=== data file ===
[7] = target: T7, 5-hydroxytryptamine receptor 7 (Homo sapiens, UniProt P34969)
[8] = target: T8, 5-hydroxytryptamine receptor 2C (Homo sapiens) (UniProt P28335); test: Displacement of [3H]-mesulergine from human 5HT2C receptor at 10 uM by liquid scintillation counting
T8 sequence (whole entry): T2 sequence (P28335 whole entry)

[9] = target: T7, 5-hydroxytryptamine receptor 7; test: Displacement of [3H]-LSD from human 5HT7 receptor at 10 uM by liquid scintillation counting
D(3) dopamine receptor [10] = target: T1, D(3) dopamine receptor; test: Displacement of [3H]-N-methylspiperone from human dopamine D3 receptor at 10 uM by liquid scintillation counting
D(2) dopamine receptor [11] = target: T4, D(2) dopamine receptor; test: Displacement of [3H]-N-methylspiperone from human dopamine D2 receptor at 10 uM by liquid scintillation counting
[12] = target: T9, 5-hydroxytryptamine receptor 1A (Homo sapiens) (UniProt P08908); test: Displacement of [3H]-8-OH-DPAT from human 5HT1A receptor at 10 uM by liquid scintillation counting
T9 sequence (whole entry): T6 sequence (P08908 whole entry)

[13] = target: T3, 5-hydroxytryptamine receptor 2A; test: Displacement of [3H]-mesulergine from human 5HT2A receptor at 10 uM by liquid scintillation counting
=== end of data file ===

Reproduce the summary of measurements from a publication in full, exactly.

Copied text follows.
[7] = target: T7, 5-hydroxytryptamine receptor 7 (Homo sapiens, UniProt P34969)
[8] = target: T8, 5-hydroxytryptamine receptor 2C (Homo sapiens) (UniProt P28335); test: Displacement of [3H]-mesulergine from human 5HT2C receptor at 10 uM by liquid scintillation counting
T8 sequence (whole entry): T2 sequence (P28335 whole entry)

[9] = target: T7, 5-hydroxytryptamine receptor 7; test: Displacement of [3H]-LSD from human 5HT7 receptor at 10 uM by liquid scintillation counting
D(3) dopamine receptor [10] = target: T1, D(3) dopamine receptor; test: Displacement of [3H]-N-methylspiperone from human dopamine D3 receptor at 10 uM by liquid scintillation counting
D(2) dopamine receptor [11] = target: T4, D(2) dopamine receptor; test: Displacement of [3H]-N-methylspiperone from human dopamine D2 receptor at 10 uM by liquid scintillation counting
[12] = target: T9, 5-hydroxytryptamine receptor 1A (Homo sapiens) (UniProt P08908); test: Displacement of [3H]-8-OH-DPAT from human 5HT1A receptor at 10 uM by liquid scintillation counting
T9 sequence (whole entry): T6 sequence (P08908 whole entry)

[13] = target: T3, 5-hydroxytryptamine receptor 2A; test: Displacement of [3H]-mesulergine from human 5HT2A receptor at 10 uM by liquid scintillation counting